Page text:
After a half hour we changed sails and I used the EVO2, what a difference!!! On shore the sail feels twice as light but on the water this changes in CONTROL. The first run with the EVO2 I was faster than all previous runs with EVO1. Than we changed again and I made my 3th best run with EVO1 in front of the "Vogelreservaat"

Soon after that we made a short fuel-stop... Because it was a bit cold we went on the water after some dissapointing downwind runs I got with the EVO1 a amazing gust, it was so strong I had to follow the gust. Normally I run out of a gust within a few seconds, but this gust was faster. On the moment I didn't accelerate anymore I decided to stop... And it was easy to break off the run, the new 2009 Select Caspar Speed was just soooo easy and controllable. (it is now my favorite fin)

When I came back on shore I was completly stoked, and looked on the GPS and saw 41kn... That is a new topspeed record!!

Related:
  • http://www.gps-speedsurfing.com/default.aspx?mnu=forum&forum=2&val=11641
  • http://www.gps-speedsurfing.com/default.aspx?mnu=user&val=41833&uid=870

20 March 2009

Poll - Favorite fins

What are your Favorite fins for Speed. This is a little test, first poll ever for me on www.SpeedsurfingBlog.com. I hope you guys like it. Click on the link named after your favorite speedfin to vote. It doesn't matter if you're speedsurfing in 12-50kn of wind or doing 25-50kn of a windsurfer!

You can vote till 25 March 2009.

  • Caspar Speed


  • C3 X-serie or Strike


  • Deboichet


  • Lockwood Mcdougal


  • Select SL7 or Lightning EVO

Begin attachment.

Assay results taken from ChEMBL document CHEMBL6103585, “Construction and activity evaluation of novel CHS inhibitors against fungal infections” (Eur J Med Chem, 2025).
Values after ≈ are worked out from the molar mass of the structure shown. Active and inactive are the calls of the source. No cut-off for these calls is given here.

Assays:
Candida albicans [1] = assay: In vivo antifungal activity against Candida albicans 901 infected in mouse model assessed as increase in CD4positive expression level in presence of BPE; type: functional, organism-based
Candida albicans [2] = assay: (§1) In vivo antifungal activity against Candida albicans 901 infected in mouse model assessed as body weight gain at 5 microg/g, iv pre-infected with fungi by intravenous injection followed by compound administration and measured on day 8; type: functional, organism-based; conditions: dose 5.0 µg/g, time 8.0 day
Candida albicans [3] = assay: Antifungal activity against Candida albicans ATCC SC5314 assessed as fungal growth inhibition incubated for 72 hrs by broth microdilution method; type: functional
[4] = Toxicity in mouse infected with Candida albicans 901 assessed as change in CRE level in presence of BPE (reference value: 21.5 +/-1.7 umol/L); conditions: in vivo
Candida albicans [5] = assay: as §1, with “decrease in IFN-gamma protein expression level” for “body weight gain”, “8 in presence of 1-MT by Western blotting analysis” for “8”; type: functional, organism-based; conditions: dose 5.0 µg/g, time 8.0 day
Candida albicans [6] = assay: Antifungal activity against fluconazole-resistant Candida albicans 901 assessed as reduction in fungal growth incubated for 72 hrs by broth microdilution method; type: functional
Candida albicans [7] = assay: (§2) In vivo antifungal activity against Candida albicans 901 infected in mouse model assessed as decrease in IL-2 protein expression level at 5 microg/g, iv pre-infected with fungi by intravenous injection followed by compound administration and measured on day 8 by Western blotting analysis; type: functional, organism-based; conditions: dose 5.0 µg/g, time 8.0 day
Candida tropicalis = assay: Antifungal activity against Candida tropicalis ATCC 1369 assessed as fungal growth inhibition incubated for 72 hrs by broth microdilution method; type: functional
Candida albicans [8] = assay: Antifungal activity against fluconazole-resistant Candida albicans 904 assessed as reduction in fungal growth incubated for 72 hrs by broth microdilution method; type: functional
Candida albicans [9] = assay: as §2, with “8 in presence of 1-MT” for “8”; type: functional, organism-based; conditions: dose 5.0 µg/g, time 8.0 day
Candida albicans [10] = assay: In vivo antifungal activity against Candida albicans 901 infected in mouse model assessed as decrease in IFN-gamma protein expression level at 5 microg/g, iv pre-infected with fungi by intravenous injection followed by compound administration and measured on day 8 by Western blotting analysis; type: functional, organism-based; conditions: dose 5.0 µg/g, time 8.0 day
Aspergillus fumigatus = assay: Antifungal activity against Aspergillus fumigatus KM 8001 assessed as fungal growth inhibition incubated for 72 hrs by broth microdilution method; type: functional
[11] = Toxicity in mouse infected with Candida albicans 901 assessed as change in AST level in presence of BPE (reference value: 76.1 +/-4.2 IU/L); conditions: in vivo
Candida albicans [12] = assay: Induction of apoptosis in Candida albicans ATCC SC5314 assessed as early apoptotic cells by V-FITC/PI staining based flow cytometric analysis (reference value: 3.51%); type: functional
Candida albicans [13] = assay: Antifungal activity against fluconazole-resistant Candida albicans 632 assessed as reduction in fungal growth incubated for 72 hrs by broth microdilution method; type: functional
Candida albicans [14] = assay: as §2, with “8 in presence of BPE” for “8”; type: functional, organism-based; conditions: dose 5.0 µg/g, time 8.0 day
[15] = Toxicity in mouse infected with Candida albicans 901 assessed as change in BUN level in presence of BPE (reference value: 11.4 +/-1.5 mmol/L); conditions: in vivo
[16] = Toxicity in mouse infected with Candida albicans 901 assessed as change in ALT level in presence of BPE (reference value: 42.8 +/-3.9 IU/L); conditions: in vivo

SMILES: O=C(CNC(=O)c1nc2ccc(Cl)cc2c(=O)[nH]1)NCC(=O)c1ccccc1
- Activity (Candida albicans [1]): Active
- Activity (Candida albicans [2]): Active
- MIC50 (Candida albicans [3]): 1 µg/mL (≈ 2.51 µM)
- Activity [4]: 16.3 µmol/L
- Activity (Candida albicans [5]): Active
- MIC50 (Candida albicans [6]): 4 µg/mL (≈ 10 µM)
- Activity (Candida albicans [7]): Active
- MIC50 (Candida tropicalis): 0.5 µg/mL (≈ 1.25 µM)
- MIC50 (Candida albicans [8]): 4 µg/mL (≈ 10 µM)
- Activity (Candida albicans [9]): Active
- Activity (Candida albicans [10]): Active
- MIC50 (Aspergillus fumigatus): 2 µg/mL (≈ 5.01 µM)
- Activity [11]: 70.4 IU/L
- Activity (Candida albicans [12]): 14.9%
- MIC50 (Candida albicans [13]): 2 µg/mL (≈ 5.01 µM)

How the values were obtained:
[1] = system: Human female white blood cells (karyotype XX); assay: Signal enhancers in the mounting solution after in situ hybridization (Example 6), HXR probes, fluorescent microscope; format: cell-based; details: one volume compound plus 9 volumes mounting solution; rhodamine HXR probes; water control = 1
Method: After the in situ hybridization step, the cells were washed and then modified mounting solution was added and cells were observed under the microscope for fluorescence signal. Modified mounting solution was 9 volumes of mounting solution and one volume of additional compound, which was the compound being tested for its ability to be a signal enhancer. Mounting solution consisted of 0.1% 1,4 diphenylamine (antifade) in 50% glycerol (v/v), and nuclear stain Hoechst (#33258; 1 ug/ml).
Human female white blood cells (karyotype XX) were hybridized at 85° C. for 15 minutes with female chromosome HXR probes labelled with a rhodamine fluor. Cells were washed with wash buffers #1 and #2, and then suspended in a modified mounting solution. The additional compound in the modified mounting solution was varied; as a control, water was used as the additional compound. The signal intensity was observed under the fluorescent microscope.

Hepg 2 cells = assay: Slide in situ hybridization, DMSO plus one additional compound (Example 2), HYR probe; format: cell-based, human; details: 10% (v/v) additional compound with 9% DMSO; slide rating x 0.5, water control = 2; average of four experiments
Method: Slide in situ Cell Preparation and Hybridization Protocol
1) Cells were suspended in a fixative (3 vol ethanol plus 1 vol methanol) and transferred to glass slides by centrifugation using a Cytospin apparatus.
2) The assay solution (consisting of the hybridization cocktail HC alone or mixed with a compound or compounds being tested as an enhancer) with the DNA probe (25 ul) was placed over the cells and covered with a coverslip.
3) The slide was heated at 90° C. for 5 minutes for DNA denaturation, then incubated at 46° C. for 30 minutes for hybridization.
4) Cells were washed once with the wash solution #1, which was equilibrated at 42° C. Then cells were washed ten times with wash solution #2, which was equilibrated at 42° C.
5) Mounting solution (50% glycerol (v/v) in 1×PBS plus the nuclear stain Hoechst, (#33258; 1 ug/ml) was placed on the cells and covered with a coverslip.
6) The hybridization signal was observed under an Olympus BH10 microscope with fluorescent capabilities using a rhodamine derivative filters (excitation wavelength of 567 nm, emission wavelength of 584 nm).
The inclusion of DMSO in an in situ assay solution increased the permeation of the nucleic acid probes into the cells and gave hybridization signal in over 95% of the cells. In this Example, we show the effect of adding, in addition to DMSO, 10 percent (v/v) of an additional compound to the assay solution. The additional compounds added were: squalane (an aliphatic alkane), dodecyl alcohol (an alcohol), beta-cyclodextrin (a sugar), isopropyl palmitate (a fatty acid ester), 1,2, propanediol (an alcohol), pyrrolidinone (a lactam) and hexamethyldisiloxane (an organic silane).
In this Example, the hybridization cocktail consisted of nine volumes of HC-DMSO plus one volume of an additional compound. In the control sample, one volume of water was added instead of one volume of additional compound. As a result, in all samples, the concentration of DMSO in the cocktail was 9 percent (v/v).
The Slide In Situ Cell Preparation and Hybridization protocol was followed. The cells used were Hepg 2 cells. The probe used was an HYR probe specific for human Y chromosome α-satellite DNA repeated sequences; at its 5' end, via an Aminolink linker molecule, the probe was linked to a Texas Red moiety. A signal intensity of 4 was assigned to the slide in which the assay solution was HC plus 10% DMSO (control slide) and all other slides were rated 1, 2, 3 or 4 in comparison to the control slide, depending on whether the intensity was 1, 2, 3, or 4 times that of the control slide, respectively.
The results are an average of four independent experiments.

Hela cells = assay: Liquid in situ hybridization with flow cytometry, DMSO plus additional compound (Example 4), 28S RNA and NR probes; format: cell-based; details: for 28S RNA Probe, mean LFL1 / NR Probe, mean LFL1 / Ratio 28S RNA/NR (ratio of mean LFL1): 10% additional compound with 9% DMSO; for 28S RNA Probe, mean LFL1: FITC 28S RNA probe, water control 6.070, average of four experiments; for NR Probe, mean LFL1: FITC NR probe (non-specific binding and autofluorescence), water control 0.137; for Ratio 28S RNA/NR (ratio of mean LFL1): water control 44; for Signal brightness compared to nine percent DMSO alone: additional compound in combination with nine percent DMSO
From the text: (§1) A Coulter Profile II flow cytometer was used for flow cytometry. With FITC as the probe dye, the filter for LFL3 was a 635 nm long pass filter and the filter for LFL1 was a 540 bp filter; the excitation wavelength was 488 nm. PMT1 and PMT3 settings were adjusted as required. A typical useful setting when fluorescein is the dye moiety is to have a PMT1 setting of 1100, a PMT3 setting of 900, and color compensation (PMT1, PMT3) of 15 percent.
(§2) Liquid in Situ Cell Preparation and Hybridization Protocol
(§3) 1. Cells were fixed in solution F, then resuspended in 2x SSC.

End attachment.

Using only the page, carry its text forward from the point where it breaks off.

• Select other model


  • Timemachine fins


  • Tectonics Falcon F1


  • Homemade fins


  • Other brand/model

For the record I voted for Select Fins other model (Select S07 M)

19 March 2009

Thin nose

I never realised that the thickness of the board in front can do a lot. But it does!!! Now I own 2 extreme different nose-design boards:

  1. Carbon Art Speed, thick nose/ not very wide
  2. Fanatic falcon 91, thin nose/ a bit wider

And when pushing the board to the max in higher chop I just feel that the Fanatic falcon feels way lighter when hitting a wave with the nose of the board. The CA speedboard just doesn't like to hit a big wave when sailing 100% flat, it is a big bang, or when you are a bit unstable it could result in a catapult. I guess the age has also a bit influence on the fanatic falcon 91 'softness'. I like it!

Differences between the 2 designs are very big, but I still feel the speedpotential of both designs is very about the same.

Related:

  • http://www.gps-speedsurfing.com/default.aspx?mnu=forum&forum=2&val=11523
  • http://www.gps-speedsurfing.com/default.aspx?mnu=user&val=41546&uid=870

17 March 2009

12-16kn

Last Saturday the wind was less than expected, this I could get a decent 'speed' on my Fanatic Falcon 91/Neilpryde RS:R EVO1 6.7/Select SL7 Gold 31 combination. Suddenly I was faster than most bigger combinations, strange...

But I always wonder, would a bigger kit be faster (just topspeed) or not. I think if the wind is really constant a smaller board is as fast or even faster... But those small gusts make a bigger board go faster. So last saturday the wind would have been theoretically quite steady.

I am happy just having 3 'small' boards so I haven't to make that choise (big or small). But in lightwind the wrong gear, or slalomgear is making quite a difference in speed. And you can't do anything about it.

Cheers,

Erik



Related:
  • http://www.gps-speedsurfing.com/default.aspx?mnu=forum&forum=2&val=11505
  • http://www.gps-speedsurfing.com/default.aspx?mnu=user&val=41487&uid=870

13 March 2009

Interview - Martin van Meurs

Name: Martin van Meurs
Age: 44
Sponsors: Neil Pryde, JP, van den Berg , C3-fins
Profession: Project developer
Hometown: Leersum, the Netherlands
Favourite surfspots: the Brace, de kwade Plaat

martin van meurs

What was your best surfsession of 2008?
Without a doubt my "the Brace" mid summer session. I came back from a leg injury and still had difficulties to walk, but was fully competitive against the other Dutch topriders and set a topspeed on National waters.